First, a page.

Conditional constructs like if/then have been in programming languages for decades. Eventually, if a script or application goes past a couple of lines you're going to ultimately need to make a decision based on the condition. The PowerShell if statement is no different from if statements in other languages. It's simply a way for your script to decide which way to go based on a condition at some point in the script. Think of an if statement in PowerShell like a script crossroads of sorts.

Let's say you've encountered a problem that you'd like to write a PowerShell script to solve. A typical task might be to read a text file with a list of server names and, based on their name, do some kind of action on them.

Did you notice my phrase "based on their name"? This is a clear indicator for the need of an if statement. Let's write the script.

$Servers = Get-Content C:\MyServers.txt
foreach ($Server in $Servers) {
    if ($Server -like '*-DC'') {
        ## Do something Active Directory-related here
    } else {
        ## Do some general server thing here
    }
} 

This small script reads a text file of server names (one per line) and places all of those servers into a variable called $Servers. It then reads each of those server names calling each server name it processes the variable name $Server. Inside this loop is where our if statement comes into play.

I want to only perform some Active Directory function if the server name ends with the characters "-DC". I'm doing this because I always name my domain controllers ending with "-DC".

As my script reads each server in the list it will get to that "crossroads" at line 3 and ask a question. Does the server name I'm looking at right now end with the characters "-DC"? It then performs an action based on that question's answer. If the server name does end in "-DC" then the if statement does some Active Directory stuff else it does some general server stuff.

This is the most simple form of the Powershell if statement. It's possible you may have multiple conditions you need to account for as well. Let's say you've got some SQL servers in that list too.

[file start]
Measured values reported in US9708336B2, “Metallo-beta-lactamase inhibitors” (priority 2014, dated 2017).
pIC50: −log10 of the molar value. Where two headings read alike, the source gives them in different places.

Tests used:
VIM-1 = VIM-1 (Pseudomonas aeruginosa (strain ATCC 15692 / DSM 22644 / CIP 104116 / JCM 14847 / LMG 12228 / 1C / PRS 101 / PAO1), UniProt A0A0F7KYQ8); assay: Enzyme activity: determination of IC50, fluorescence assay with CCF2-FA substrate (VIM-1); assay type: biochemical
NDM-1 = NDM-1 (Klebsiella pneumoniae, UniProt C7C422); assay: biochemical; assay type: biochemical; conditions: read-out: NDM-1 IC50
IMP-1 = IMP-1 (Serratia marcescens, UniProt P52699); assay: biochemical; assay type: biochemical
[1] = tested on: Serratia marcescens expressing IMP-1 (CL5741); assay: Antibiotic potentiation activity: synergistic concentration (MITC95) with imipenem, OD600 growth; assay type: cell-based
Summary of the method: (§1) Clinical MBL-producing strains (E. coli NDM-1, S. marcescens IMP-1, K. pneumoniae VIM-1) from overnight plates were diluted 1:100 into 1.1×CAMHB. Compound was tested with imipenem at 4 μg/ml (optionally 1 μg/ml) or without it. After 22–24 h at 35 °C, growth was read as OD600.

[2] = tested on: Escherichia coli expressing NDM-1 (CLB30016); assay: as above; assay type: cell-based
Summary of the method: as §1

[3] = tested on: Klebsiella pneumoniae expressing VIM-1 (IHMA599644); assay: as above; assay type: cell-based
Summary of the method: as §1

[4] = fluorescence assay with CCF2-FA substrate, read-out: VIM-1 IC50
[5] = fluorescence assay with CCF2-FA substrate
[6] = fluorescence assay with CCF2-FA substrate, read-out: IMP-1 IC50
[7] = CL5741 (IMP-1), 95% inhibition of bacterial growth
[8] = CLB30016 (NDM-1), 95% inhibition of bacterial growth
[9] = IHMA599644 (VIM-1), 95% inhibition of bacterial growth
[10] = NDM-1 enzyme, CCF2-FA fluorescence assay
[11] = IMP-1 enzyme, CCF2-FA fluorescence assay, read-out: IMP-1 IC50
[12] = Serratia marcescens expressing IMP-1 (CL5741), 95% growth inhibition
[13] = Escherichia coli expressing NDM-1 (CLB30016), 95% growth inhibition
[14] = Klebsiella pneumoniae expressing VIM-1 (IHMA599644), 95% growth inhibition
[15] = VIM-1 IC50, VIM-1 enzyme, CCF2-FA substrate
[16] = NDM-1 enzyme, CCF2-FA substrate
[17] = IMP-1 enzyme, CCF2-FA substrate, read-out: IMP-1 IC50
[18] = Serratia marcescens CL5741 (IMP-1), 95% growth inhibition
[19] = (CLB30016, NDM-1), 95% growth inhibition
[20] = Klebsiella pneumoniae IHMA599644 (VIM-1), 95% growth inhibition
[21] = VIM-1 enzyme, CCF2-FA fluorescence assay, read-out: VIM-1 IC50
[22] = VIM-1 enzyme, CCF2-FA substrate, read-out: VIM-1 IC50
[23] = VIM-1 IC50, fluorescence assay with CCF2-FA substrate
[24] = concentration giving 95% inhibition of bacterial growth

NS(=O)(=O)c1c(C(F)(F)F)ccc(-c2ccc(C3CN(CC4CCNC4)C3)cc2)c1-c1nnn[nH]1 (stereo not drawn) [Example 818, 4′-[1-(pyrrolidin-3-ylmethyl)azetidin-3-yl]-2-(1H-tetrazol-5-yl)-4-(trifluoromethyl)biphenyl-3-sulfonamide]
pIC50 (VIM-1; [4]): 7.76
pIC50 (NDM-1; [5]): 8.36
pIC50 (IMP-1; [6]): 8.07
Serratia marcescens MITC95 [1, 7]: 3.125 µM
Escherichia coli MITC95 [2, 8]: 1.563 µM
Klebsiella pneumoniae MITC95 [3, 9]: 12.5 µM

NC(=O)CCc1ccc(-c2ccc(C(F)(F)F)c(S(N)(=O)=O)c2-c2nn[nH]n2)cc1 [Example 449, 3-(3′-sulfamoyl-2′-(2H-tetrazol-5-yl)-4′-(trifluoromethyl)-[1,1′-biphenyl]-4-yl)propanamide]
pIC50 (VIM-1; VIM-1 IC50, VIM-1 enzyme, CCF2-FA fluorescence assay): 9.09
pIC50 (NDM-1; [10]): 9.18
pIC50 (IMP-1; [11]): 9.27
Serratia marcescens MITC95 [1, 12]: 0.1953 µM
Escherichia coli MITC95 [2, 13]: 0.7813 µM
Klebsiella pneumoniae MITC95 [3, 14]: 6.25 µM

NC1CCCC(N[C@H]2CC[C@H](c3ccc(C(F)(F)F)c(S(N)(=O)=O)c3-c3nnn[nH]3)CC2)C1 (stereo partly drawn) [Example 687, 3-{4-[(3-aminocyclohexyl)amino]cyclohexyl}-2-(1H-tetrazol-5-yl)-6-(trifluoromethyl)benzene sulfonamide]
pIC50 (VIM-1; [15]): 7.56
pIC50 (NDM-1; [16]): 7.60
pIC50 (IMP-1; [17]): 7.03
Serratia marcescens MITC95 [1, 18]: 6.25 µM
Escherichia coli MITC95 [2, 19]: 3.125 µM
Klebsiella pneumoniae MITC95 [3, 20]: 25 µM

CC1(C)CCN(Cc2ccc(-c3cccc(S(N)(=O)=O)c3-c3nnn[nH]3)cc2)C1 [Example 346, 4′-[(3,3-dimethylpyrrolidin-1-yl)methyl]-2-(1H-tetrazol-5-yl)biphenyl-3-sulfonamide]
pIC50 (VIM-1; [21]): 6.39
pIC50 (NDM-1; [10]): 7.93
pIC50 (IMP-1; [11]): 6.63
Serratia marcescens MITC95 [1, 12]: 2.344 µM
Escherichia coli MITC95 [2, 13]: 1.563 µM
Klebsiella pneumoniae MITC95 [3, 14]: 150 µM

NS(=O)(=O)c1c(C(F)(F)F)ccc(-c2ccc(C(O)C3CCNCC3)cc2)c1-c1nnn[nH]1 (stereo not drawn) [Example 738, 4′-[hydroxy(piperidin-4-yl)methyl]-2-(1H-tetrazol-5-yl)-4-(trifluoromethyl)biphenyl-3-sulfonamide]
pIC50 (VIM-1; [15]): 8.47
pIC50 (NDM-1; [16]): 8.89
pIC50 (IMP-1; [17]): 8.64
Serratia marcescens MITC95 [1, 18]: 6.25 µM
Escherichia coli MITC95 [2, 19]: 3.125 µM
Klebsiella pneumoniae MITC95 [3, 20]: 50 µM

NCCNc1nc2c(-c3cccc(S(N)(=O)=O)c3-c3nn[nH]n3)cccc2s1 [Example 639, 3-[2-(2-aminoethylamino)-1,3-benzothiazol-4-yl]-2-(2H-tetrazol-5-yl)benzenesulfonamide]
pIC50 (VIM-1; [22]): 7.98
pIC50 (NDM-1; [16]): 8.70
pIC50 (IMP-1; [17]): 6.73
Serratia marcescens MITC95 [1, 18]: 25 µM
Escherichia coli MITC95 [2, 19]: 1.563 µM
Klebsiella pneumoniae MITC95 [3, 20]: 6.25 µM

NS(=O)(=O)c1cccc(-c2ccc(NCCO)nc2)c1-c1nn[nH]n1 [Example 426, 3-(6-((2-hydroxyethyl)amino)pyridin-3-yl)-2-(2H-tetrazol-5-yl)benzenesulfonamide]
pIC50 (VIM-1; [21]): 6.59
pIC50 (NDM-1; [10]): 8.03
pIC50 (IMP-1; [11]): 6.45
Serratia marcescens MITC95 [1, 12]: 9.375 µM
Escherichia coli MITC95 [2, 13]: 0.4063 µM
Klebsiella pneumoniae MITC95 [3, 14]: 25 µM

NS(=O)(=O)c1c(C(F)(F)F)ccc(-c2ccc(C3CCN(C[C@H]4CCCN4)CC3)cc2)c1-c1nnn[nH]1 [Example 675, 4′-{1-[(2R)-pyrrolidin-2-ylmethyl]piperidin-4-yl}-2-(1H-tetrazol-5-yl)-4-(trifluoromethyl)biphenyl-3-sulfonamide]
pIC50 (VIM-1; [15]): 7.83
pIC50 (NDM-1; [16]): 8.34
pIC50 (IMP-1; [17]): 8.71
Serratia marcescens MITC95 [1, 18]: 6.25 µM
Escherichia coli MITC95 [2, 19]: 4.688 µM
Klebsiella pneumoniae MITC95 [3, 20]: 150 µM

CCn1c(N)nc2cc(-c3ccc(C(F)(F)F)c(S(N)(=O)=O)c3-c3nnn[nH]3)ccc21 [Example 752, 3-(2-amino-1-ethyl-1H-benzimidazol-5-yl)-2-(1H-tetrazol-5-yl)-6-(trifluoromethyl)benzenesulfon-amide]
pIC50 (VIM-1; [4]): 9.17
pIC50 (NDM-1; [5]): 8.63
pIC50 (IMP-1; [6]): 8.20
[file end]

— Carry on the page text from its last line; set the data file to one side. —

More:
$Servers = Get-Content C:\MyServers.txt
foreach ($Server in $Servers) {
    if ($Server -like '*-DC'') {
        ## Do something Active Directory-related here
    } elseif ($Server -like '*-SQL') {
        ## Do some SQL stuff here
    } else {
        ## Do some general server thing here
    }
}

Notice how I just added another if statement in there? To add a new condition it's just a matter of appending another if statement to the end of the else construct on line 5.

It will perform the exact same way as the original if statement did but only this time it's checking to see if the server names end in "-SQL" instead of "-DC". You can add all the conditions you want but if you find yourself adding more than 2-3 conditions it's wise to start looking at the PowerShell switch statement which I may go over in an upcoming article.

The PowerShell if statement is one of the most basic and important aspects of PowerShell that you need to learn. If you end up writing a lot of PowerShell scripts you'll find yourself coming back to the if/then construct more and more so it's very important you grasp this concept.

If you do learn this then you're on your way to Powershell greatness else you'll never get past writing 1-line scripts.

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